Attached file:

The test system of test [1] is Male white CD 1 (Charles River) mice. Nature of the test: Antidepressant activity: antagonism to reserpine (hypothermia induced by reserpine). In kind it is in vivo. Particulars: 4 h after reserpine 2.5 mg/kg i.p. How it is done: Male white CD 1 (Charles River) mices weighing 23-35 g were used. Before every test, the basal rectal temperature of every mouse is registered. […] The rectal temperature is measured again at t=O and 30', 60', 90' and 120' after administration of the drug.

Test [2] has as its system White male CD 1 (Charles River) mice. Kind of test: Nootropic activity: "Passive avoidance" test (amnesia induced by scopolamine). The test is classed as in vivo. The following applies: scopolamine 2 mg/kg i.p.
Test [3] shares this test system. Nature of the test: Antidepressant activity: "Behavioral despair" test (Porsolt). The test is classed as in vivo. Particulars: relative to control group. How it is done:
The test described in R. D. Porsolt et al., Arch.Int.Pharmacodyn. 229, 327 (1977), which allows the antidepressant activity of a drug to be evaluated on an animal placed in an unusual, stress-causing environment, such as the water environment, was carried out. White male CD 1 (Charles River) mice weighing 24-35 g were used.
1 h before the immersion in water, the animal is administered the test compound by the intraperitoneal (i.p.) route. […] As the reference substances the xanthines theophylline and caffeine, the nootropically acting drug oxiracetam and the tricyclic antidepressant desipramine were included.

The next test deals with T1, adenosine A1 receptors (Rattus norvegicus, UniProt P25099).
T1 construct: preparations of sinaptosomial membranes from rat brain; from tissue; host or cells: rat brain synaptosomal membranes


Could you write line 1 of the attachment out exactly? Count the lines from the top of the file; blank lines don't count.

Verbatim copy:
The test system of test [1] is Male white CD 1 (Charles River) mice. Nature of the test: Antidepressant activity: antagonism to reserpine (hypothermia induced by reserpine). In kind it is in vivo. Particulars: 4 h after reserpine 2.5 mg/kg i.p. How it is done: Male white CD 1 (Charles River) mices weighing 23-35 g were used. Before every test, the basal rectal temperature of every mouse is registered. […] The rectal temperature is measured again at t=O and 30', 60', 90' and 120' after administration of the drug.